The phenomenon of global climate change has made it clear that we need to
achieve a fundamental change from a global economic order powered by fossil
fuels to one powered by the sun. We need to make this change for many
reasons, one of which is the responsibility we have to future generations.
Unless we start this change soon, by the time the seventh generation
arrives, the biological communities in many parts of the world - the web of
life - will bear little resemblance to the world as we know it today.
(Editor's note: A longer version of this column by Dean B. Suagee first ran
in the Fall/Winter 1999 special edition of Native Americas, the quarterly
policy journal of hemispheric indigenous issues published by First Nations
Development Institute. The special edition focused on climate change and
Native lands, and was partly funded by NASA.)
Making this change happen will be inconvenient for those of us who are
accustomed to the comforts we derive from fossil fuels. But in some ways
the change need not cause us significant discomfort. One set of solutions
that would generally improve the quality of our lives is to make widespread
use of solar design principles to reduce the consumption of fossil fuels
for heating and cooling buildings. Buildings account for more than
one-third of the energy consumption in this country. Solar design
significantly reduces fossil fuel consumption, saving money over the long
term and often over the short term as well. Yet less than one-tenth of 1
percent of the new homes built in this country use solar design principles.
The marketplace simply is not moving us toward the widespread use of solar
power. At the rate we are going, we will never get there.
To make this change happen sooner rather than later, we must use the
law-making powers of our legislative bodies. We also need to use the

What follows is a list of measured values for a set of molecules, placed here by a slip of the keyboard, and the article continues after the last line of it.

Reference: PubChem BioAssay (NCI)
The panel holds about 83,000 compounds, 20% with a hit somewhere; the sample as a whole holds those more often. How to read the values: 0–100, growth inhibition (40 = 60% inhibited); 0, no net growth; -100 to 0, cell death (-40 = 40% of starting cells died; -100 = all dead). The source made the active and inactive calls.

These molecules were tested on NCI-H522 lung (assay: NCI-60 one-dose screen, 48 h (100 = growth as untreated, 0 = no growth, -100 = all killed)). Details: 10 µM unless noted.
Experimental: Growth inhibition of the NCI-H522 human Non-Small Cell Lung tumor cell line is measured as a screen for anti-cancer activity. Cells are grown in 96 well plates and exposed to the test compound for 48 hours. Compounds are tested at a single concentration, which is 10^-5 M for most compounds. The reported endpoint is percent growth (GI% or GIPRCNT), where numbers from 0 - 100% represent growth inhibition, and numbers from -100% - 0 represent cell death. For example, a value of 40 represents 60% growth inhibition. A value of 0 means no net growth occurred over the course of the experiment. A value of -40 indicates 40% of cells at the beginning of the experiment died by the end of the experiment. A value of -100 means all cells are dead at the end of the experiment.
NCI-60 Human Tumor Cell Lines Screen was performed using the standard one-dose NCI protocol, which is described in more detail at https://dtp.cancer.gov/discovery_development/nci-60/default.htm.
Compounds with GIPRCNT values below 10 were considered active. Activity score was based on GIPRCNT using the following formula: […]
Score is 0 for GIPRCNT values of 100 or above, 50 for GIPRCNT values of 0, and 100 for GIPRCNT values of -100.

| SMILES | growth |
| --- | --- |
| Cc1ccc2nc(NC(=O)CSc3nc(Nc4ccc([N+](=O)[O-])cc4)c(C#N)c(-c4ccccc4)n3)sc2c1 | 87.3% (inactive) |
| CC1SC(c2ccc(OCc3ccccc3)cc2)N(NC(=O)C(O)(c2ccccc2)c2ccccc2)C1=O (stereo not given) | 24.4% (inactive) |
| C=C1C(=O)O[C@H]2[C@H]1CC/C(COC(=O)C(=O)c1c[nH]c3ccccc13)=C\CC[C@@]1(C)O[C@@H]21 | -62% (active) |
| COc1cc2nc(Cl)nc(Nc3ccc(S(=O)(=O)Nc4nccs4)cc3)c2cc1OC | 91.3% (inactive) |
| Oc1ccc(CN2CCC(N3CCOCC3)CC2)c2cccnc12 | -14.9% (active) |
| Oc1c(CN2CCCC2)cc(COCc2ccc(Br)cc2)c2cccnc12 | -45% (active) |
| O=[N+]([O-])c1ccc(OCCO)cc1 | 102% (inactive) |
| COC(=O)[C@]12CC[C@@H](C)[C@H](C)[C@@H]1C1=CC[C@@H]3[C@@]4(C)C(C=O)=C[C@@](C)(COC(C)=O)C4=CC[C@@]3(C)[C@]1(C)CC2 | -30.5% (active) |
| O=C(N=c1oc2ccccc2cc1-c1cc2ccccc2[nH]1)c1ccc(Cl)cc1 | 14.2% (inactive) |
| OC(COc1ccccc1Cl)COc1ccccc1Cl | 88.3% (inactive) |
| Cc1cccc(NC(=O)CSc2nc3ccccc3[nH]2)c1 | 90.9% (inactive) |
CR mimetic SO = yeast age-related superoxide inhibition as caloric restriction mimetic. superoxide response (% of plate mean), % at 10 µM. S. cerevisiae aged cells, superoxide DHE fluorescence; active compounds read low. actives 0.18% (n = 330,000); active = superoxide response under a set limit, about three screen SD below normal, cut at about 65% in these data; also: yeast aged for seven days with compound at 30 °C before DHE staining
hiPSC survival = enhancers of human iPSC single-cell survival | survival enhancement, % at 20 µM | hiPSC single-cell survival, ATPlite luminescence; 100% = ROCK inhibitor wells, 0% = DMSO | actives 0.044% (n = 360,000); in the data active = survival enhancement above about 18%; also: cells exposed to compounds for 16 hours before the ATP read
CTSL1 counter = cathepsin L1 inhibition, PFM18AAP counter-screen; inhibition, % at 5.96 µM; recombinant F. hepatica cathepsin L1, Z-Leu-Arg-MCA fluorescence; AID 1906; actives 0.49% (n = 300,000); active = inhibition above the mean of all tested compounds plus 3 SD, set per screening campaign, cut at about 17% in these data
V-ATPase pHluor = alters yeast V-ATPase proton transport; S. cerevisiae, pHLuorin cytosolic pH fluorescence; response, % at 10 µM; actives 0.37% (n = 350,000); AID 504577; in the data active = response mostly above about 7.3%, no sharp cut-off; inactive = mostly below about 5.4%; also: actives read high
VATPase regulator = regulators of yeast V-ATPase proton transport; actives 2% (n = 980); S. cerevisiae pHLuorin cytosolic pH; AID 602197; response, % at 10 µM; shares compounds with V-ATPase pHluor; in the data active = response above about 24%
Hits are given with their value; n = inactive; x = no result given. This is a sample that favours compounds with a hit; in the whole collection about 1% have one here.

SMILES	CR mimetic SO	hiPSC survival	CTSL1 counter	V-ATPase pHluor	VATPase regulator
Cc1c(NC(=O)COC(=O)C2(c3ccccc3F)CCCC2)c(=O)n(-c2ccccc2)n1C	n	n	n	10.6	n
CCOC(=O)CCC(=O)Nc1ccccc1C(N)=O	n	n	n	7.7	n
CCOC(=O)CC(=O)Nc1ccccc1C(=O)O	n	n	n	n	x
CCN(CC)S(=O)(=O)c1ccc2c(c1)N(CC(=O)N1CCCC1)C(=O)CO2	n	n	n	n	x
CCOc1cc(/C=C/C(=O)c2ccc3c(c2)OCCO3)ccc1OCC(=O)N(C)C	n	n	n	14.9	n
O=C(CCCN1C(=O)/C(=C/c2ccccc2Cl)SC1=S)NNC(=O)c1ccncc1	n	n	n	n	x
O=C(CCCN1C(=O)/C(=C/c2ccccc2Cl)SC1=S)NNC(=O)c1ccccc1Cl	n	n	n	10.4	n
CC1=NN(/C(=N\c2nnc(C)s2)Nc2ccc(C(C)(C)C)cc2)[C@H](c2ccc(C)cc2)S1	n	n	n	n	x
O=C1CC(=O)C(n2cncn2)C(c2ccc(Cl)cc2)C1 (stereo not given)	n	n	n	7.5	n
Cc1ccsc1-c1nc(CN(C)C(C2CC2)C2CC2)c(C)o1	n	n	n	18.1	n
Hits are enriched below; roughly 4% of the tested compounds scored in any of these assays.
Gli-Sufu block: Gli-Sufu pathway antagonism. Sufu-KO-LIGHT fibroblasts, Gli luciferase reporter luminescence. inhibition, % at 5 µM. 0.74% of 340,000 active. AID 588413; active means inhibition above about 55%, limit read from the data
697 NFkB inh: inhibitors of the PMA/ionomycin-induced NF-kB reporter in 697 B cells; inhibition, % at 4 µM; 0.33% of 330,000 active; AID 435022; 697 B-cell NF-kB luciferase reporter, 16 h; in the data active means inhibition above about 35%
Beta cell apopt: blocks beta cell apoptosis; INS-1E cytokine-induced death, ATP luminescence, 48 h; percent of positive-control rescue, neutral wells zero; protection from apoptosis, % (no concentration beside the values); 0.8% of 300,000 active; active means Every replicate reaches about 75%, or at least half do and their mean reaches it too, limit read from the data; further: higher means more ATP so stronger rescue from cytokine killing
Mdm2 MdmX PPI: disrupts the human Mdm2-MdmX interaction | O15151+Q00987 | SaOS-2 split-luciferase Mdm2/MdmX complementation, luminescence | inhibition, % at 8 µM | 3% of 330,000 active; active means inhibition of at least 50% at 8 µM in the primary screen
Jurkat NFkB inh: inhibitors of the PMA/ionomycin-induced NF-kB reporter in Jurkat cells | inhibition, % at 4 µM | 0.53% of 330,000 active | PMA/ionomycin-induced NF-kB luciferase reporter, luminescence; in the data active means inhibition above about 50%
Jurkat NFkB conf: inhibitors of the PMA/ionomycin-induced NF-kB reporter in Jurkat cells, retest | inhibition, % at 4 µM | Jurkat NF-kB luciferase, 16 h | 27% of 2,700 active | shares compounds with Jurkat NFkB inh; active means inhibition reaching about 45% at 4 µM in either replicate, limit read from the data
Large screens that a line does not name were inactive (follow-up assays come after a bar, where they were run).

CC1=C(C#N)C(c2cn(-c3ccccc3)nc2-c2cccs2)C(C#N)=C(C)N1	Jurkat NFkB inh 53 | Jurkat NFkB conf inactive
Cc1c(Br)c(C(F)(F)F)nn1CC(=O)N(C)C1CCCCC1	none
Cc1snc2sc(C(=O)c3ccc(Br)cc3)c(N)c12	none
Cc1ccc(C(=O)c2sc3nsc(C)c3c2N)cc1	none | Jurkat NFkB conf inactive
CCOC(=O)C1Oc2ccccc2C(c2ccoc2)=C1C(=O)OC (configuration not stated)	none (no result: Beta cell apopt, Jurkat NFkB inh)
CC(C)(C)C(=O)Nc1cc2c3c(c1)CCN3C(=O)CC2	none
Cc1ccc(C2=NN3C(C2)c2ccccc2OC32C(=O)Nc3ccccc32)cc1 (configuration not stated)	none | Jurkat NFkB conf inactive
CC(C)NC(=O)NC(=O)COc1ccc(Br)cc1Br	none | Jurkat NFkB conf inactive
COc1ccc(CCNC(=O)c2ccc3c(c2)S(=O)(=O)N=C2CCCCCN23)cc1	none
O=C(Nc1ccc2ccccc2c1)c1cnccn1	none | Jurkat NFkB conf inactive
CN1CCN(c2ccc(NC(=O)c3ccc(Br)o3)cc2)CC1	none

policy-making powers of the executive branches of our governments. The
single most critical need in bringing about this part of the change to a
post-fossil fuel economy is political will, which the leaders of Indian
tribal governments can help meet.
There are two kinds of tools that governments can use to encourage or
require the use of solar energy (and energy efficiency) in new
buildings-building codes and land-use ordinances. While other tools (tax
incentives and measures to compensate for the subsidies that are entrenched
in energy marketplaces) are available to governments, building codes and
land-use codes are much more direct.
The most basic governmental policy tool for making new construction more
energy efficient is a building code. In 1983 the Council of American
Building Officials published the first version of the Model Energy Code
(MEC), a model developed for incorporation into state "and local building
codes. The MEC has been updated periodically since then and has served as
the basis for. the energy conservation provisions of building codes adopted
by about half the states. Some states have taken a different approach and
have developed their own energy codes. In 1992 the code received the
endorsement of the federal government in the Energy Policy Act of 1992. The
act requires states to review their residential building codes and
determine whether to revise them to incorporate the MEC. It also requires
compliance with the code for any new home that is financed with a federally
insured or guaranteed mortgage.
Although the Energy Policy Act includes several sections authorizing grants
to tribes for energy projects, the sections dealing with the MEC do not
mention tribal governments. Apparently the congressional staff that worked
on that part of the bill did not take into consideration the fact that
tribal governments, rather than states, have the authority to enact
building codes for trust lands within Indian reservations. Tribal
governments have the power to avoid this unintended consequence. Tribes do
not need the federal government's permission or encouragement to work the
MEC into tribal building codes, or to enact codes that go beyond the
minimal requirements of the MEC. But the tribes could use some help from
the federal government.
Tribal leaders, though, should be forcing the issue, without waiting for
HUD and DOE. Global climate change is fast upon us, and solar homes must be
part of the solution, and soon. Tribal leaders have the opportunity to help
lead this country and the world to a solar future, one of the few solutions
that offer a prayer for dealing with global climate change. Tribal leaders
who seize this opportunity will help to improve the quality of life in
Indian country today - and for the seventh generation to come.